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Clinton Calls on Cabinet to Craft Forest-Jobs Plan

April 03, 1993|PAUL RICHTER | TIMES STAFF WRITER

PORTLAND, Ore. — President Clinton, presiding over a one-day timber "summit" here Friday, said he had given his Cabinet 60 days to develop a plan to end the warfare between timber and environmental interests over logging in the Northwest's ancient forests.

"You want us to try to break the paralysis that presently controls the situation," Clinton told advocates on both sides of the issue after a round-table hearing on the nation's most visible environmental problem. "Even when you were disagreeing, every one of you was a voice for change."

The meeting, held at the Portland Convention Center with Vice President Al Gore and five Clinton Cabinet members in attendance, was intended to provide Clinton with a firsthand view of the impasse that has developed since the courts halted timber sales from federal lands to protect the northern spotted owl.

Environmentalists say that halt must remain in force to save dozens of species in the 3 million acres of ancient forests that remain; logging interests and labor say the region could lose 30,000 jobs if the sales are not soon resumed.

But Clinton insisted that the region "can move beyond confrontation to build a consensus on a balanced policy. This is not about choosing between jobs and the environment, but about recognizing the importance of both."

The President said he was directing his Cabinet to develop a "balanced and comprehensive long-term policy" that would follow a series of guidelines, and satisfy the needs to protect the forests and provide jobs for the timber communities that have been strained by a shrinking industry.

The issue has shaped up as the first important test of Clinton's ability to satisfy environmentalists while at the same time living up to his vow to make jobs his highest priority.

In laying out guidelines for the plan, Clinton said the Administration "must never forget the human and economic dimensions of the problem," while allowing timber sales where the forest can be protected. But the Administration should "do our best to offer new economic opportunities" where logging cannot be allowed for fear of damaging the forests.

Using language that would please environmentalists, Clinton said the government's effort must be "scientifically sound, economically credible and legally responsible." He said the policy should aim to produce a "predictable and sustainable level of timber sales."

Clinton announced his plans after the hearing that focused largely on the need for jobs and the distress of communities hard-hit by the timber-sale ban. But advocates on both sides said Clinton's guidelines seemed to be evenly balanced, and described themselves as pleased with the initial results.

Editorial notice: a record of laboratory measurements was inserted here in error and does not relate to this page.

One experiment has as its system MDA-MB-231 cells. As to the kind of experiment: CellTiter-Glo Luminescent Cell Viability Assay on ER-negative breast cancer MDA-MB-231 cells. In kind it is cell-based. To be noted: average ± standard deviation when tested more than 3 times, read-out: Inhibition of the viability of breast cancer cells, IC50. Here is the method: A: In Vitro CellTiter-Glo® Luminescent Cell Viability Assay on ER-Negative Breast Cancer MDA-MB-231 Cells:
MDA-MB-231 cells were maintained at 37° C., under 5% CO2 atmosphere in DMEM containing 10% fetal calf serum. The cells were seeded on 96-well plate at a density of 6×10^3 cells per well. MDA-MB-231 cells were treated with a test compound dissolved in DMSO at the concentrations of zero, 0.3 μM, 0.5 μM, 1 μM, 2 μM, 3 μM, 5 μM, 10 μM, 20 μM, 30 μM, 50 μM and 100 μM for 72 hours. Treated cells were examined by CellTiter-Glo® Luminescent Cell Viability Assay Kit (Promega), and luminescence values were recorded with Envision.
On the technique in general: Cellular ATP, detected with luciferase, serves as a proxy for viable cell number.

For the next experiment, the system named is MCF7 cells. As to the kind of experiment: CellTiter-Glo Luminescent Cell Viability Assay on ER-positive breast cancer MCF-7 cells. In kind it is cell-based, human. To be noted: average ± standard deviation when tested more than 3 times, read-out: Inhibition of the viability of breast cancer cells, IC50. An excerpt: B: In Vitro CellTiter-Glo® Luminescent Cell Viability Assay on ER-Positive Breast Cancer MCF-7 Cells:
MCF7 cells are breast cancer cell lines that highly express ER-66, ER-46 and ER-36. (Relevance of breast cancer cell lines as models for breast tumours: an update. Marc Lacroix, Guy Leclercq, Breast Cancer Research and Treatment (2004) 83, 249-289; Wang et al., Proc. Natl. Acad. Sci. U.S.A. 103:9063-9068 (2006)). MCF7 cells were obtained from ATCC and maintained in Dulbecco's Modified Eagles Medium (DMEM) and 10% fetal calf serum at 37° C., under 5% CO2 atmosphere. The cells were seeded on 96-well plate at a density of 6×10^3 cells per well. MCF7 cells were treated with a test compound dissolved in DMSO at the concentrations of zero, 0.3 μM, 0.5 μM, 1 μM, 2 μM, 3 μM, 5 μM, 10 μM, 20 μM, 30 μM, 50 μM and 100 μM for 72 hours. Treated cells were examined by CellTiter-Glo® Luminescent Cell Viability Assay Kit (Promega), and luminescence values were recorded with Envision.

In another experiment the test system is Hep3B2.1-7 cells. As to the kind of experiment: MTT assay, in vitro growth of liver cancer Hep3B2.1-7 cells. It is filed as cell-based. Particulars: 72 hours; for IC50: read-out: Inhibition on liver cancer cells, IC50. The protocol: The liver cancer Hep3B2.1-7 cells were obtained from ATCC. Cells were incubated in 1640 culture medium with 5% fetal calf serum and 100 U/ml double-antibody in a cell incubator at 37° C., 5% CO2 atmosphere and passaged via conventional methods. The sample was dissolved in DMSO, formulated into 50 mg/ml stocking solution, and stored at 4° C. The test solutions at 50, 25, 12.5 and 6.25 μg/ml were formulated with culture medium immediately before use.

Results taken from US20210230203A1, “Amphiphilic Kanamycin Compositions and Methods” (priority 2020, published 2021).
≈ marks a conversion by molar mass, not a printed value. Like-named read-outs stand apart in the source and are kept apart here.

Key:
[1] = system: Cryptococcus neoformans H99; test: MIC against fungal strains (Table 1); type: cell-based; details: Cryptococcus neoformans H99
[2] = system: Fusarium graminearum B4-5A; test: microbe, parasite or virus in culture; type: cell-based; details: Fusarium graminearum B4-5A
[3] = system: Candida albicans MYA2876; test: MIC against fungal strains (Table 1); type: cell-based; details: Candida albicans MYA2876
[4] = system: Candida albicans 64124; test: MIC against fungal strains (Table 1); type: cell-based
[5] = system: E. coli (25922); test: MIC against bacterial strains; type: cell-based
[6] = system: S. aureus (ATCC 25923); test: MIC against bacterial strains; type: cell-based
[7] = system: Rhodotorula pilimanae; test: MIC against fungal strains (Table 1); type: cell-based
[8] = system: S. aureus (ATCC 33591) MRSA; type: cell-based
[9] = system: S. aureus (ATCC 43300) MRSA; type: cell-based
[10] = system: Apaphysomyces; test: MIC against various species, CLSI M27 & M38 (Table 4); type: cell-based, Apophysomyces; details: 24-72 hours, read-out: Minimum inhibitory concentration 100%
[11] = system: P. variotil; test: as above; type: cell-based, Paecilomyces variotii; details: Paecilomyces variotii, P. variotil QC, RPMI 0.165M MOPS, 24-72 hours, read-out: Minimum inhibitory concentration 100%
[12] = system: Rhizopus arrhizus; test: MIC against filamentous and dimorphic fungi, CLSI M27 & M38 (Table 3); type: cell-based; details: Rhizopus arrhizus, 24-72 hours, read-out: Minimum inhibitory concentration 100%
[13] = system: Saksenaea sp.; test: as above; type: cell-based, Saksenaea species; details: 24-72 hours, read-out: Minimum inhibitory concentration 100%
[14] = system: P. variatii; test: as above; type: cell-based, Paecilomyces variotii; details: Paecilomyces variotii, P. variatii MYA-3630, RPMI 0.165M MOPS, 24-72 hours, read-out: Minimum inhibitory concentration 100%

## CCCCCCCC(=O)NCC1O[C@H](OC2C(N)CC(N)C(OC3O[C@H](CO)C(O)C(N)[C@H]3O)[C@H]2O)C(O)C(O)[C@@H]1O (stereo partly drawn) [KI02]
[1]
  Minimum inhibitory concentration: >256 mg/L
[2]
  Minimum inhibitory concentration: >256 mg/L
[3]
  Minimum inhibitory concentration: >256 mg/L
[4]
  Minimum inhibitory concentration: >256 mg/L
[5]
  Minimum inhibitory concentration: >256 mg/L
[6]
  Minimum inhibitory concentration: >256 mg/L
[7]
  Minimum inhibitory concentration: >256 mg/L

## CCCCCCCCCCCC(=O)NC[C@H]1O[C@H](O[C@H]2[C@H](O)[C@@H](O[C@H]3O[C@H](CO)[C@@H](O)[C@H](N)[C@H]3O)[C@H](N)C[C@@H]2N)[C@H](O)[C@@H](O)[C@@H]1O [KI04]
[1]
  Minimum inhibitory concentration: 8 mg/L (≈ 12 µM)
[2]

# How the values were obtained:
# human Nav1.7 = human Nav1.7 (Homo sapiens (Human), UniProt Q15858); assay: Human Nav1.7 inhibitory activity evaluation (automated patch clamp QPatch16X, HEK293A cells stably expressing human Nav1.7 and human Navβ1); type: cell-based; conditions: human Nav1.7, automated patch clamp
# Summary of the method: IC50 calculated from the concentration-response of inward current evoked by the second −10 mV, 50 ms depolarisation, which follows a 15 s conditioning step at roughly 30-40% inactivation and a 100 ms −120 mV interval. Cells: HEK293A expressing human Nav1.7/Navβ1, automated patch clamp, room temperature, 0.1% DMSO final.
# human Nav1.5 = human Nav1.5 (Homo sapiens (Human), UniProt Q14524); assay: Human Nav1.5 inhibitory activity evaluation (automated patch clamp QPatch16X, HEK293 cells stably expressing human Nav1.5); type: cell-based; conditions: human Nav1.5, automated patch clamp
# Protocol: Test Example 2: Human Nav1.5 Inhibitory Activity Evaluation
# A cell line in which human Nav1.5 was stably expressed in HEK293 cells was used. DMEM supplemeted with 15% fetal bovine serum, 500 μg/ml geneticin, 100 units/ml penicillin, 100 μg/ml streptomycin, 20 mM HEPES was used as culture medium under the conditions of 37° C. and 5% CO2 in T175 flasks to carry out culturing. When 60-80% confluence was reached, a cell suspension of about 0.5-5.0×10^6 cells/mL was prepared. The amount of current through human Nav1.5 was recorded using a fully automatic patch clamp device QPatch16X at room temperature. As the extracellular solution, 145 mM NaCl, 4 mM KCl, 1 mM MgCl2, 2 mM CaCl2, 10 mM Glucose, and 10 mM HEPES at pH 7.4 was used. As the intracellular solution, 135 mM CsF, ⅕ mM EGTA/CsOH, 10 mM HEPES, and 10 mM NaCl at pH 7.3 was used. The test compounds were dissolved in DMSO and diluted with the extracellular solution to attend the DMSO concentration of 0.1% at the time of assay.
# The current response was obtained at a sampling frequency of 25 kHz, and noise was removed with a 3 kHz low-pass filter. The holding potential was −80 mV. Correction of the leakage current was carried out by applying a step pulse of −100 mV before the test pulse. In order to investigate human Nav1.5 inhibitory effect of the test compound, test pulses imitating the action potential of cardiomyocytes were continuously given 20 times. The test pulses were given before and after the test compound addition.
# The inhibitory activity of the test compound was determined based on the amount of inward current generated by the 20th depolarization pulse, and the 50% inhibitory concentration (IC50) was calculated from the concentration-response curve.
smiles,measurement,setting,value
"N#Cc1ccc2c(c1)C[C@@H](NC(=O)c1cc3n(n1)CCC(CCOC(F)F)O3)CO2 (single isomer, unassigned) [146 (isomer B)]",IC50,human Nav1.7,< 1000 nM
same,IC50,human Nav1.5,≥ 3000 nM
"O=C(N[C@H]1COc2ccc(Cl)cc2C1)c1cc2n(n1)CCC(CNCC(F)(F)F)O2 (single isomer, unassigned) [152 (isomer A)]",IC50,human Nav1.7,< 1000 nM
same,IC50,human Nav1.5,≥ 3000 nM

Karin Sheldon, president of the Wilderness Society, said the tenor of the meeting had concerned her, but that Clinton's closing statement left her "optimistic."

Mark E. Rey, executive director of the American Forest & Paper Assn., the leading trade group, predicted that the President's initiative would open the way to some logging in the old forests. "That's the news here," he said.

Clinton's announcement will begin a period of intense behind-the-scenes lobbying by both sides, and presumably by members of the Northwest's congressional delegation.

For the last word on the summit, Clinton later met with a handful of West Coast newspaper reporters and said he preferred that he be given a chance to make America's environmental laws work before proposing new legislation. But he acknowledged, "this will be the toughest test to see if you can make the laws work."

In the end, Clinton said a successful resolution would be felt across the land. "If we can solve this here, it might be a model for . . . a lot of other tough environmental issues that are coming right up."

In the eight-hour hearing, a succession of about 50 speakers told emotional stories about jobless workers and their distressed families.

Archbishop Thomas Murphy of Seattle told of a man who came to him lamenting that he had spent a lifetime in logging, lost his job and ended up sleeping in his pickup truck on the shoulder of the road.

"The loss of that man and those like him is evident in the empty storefronts . . . and downtown soup kitchens" of the Northwest, Murphy said. He said the strains of the crisis were being felt in and drug and alcohol abuse throughout the region.

Frank Tallerico, superintendent of schools in Siskiyou County, Calif., told how the impact of logging cutbacks had led to social upheavals, including increased juvenile delinquency, and a surge in welfare and unemployment applications. And, when fathers leave the community to look for work elsewhere, "we are de facto creating single-parent families," Tallerico said.

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